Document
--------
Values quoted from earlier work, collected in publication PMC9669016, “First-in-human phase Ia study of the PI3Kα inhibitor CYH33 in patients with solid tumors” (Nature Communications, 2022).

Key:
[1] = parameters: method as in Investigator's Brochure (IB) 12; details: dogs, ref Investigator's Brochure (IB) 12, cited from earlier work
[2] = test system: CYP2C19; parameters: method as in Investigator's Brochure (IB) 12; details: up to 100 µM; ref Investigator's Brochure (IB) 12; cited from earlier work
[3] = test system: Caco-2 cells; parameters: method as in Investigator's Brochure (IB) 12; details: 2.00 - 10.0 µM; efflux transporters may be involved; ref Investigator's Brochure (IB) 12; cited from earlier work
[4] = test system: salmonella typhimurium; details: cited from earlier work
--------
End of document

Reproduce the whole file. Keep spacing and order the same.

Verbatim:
Values quoted from earlier work, collected in publication PMC9669016, “First-in-human phase Ia study of the PI3Kα inhibitor CYH33 in patients with solid tumors” (Nature Communications, 2022).

Key:
[1] = parameters: method as in Investigator's Brochure (IB) 12; details: dogs, ref Investigator's Brochure (IB) 12, cited from earlier work
[2] = test system: CYP2C19; parameters: method as in Investigator's Brochure (IB) 12; details: up to 100 µM; ref Investigator's Brochure (IB) 12; cited from earlier work
[3] = test system: Caco-2 cells; parameters: method as in Investigator's Brochure (IB) 12; details: 2.00 - 10.0 µM; efflux transporters may be involved; ref Investigator's Brochure (IB) 12; cited from earlier work
[4] = test system: salmonella typhimurium; details: cited from earlier work